Scott's Liquid Gold, Inc. v. Lexington Ins. Co.
Citation: 30 ELR 20661
No. No. Civ.A. 97-B-107, 97 F. Supp. 2d 1226/(D. Colo., 05/31/2000)
The court holds that under Colorado law, the insurer of a manufacturer that contributed to the contamination of groundwater surrounding the Rocky Mountain Arsenal must pay the manufacturer $ 392,286 in unreimbursed settlement payments, but the insurer need not pay $ 373,158 of the manufacturer's unreimbursed defense costs. After discovery of contamination at the manufacturer's plant, the manufacturer agreed to pay the U.S. Army $ 6 million and the county water district $ 200,000 for its share of the response costs. The insurer refused to indemnify the manufacturer, and the manufacturer brought suit. The insurer was found to have a duty to defend the manufacturer, but damages issued remained.
The court first holds that it will apply the "time on the risk" method to allocate to the insurer an amount of the manufacturer's unreimbursed settlement payments. Under Colorado law, where, as here, property damage is gradual, long term, and indivisible, the time on the risk method is used. Under this method, liability is determined by dividing the total amount of liability by the number of years of contamination. The court then holds that the period across which damages allocable to the insurer will be calculated is 1976 to 1988, or 13 years. The contamination began in 1976, and the manufacturer discovered the contamination in 1988 when consultants tested the soil and groundwater at the plant. Therefore, the court divides the total amount paid by the manufacturer, $ 6,312,286, by 13. Based on these calculations the insurer is obligated to pay $ 485,560, but the amount is reduced to the manufacturer's unreimbursed liability of $ 393,286.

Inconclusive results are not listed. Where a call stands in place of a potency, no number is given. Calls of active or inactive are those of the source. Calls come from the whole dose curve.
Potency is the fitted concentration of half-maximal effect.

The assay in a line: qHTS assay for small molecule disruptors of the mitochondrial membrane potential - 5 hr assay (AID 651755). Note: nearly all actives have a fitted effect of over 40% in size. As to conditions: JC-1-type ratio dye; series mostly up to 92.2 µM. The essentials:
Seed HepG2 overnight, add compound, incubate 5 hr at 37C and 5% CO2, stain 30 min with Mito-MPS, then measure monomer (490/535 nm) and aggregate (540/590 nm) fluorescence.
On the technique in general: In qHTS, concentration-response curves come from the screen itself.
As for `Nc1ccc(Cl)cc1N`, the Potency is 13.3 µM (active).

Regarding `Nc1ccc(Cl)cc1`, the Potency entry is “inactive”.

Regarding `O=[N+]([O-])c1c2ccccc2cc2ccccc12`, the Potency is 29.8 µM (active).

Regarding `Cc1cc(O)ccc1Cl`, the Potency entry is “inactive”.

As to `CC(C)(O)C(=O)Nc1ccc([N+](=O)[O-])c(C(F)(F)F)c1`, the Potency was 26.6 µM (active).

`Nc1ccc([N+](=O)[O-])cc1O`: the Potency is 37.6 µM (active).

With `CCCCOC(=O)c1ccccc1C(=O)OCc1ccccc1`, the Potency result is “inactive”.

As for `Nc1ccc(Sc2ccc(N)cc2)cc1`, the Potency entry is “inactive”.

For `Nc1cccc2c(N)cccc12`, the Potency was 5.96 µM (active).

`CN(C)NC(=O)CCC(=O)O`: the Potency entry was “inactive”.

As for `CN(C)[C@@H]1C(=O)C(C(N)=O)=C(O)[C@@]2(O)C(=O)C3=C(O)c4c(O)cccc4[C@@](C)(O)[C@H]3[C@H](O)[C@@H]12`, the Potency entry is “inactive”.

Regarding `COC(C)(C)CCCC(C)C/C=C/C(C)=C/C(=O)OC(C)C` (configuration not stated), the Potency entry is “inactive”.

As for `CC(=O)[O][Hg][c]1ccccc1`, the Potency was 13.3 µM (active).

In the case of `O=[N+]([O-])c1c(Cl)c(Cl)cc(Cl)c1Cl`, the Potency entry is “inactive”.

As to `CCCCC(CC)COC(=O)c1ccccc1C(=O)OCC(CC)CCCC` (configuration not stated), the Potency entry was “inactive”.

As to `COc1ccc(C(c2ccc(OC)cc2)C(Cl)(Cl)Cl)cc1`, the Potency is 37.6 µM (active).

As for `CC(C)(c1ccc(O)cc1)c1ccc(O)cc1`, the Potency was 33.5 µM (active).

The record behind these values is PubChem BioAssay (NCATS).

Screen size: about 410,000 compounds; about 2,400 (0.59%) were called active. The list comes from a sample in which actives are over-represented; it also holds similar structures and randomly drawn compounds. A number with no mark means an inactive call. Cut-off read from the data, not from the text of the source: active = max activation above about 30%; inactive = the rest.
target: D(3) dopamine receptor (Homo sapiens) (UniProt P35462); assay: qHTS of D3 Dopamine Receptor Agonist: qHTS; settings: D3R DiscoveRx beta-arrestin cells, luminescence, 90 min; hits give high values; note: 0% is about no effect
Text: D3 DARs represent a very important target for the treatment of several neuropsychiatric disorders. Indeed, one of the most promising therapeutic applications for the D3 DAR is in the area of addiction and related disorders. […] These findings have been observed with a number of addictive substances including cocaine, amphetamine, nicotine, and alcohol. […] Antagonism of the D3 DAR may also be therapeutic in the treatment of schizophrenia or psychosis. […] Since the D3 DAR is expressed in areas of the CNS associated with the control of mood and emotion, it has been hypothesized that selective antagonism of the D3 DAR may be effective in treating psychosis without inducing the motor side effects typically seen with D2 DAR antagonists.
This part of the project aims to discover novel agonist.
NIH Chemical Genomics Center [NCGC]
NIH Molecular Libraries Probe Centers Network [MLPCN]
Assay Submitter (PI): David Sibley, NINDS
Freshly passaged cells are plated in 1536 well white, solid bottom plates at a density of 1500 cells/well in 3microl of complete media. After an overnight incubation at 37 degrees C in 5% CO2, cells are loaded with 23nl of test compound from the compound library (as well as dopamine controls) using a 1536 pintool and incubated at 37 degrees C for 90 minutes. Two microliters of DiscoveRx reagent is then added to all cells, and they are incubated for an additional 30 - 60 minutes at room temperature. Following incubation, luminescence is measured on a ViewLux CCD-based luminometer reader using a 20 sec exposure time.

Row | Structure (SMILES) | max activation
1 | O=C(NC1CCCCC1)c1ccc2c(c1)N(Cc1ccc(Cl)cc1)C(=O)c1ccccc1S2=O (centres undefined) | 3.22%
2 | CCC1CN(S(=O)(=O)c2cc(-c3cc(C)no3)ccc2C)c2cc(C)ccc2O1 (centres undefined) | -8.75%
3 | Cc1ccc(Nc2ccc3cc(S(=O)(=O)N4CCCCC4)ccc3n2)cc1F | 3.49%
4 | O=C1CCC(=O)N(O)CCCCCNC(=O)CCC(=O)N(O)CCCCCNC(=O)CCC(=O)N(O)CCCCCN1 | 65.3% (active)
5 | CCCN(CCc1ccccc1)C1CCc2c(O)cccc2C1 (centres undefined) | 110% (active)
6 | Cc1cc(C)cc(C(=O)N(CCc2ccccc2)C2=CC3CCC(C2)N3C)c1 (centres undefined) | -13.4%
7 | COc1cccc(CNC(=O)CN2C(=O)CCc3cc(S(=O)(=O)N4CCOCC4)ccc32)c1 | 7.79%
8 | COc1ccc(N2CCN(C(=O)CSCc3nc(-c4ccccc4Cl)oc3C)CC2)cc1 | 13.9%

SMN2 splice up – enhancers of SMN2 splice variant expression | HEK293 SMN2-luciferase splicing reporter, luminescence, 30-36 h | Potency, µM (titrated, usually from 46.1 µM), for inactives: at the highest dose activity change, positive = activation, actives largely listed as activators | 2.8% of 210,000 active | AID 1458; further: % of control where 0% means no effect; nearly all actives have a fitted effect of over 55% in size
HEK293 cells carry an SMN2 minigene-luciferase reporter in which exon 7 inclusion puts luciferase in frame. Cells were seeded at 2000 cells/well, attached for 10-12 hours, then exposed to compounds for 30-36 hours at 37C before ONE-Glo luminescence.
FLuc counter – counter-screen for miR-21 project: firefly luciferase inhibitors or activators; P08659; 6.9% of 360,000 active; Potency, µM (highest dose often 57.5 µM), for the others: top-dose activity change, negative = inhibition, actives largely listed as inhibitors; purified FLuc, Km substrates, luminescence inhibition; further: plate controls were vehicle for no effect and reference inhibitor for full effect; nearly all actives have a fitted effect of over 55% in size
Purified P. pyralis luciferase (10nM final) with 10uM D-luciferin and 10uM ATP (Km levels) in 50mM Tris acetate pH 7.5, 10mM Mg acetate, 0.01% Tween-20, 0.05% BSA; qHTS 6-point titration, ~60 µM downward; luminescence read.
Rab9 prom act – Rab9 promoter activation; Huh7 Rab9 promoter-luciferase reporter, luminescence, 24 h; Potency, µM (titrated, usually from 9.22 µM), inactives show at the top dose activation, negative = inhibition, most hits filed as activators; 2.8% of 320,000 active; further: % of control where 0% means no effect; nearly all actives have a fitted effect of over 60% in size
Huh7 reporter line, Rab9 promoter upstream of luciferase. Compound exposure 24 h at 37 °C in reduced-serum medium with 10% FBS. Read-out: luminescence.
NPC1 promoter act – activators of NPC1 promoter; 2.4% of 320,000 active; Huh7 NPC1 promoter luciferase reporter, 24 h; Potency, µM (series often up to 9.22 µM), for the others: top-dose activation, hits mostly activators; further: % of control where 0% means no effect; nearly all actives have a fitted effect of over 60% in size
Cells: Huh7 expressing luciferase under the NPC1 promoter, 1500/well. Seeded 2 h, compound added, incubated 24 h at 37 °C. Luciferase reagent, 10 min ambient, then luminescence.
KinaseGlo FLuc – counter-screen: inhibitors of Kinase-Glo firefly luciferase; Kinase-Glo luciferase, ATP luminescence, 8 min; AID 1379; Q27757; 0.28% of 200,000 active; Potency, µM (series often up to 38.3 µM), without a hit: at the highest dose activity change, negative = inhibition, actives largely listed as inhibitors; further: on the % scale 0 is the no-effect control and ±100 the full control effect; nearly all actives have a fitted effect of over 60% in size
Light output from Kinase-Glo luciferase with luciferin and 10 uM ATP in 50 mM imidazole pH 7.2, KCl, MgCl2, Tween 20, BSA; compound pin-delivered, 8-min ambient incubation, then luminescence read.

The court next holds that the manufacturer's unreimbursed defense costs cannot be recovered. Such costs were covered by other underlying insurance policies, but the manufacturer did not submit them to its other insurers for fear of jeopardizing settlement with those insurers. Under such circumstances, the insurer is not liable. The court then holds that the manufacturer is not entitled to recover from the insurer the costs incurred in establishing the liability of other insurers. Under Colorado's theory for allocation of liability, the pick and choose method has been rejected. Thus, settlement payments are no longer set off in calculating an insurer's share of liability of a covered loss among multiple insurers. Therefore, there is no benefit to justify requiring an insurer to pay a share of the attorneys fees and costs incurred in obtaining settlements. The court also holds that the manufacturer may recover its reasonable attorneys fees in seeking recovery from the insurer.
Counsel for Plaintiff
Steven W. Black
Holland & Hart
555 17th St., Ste. 2900, Denver CO 80201
Counsel for Defendant
Chris A. Mattison
Hall & Evans
1200 17th St., Denver CO 80202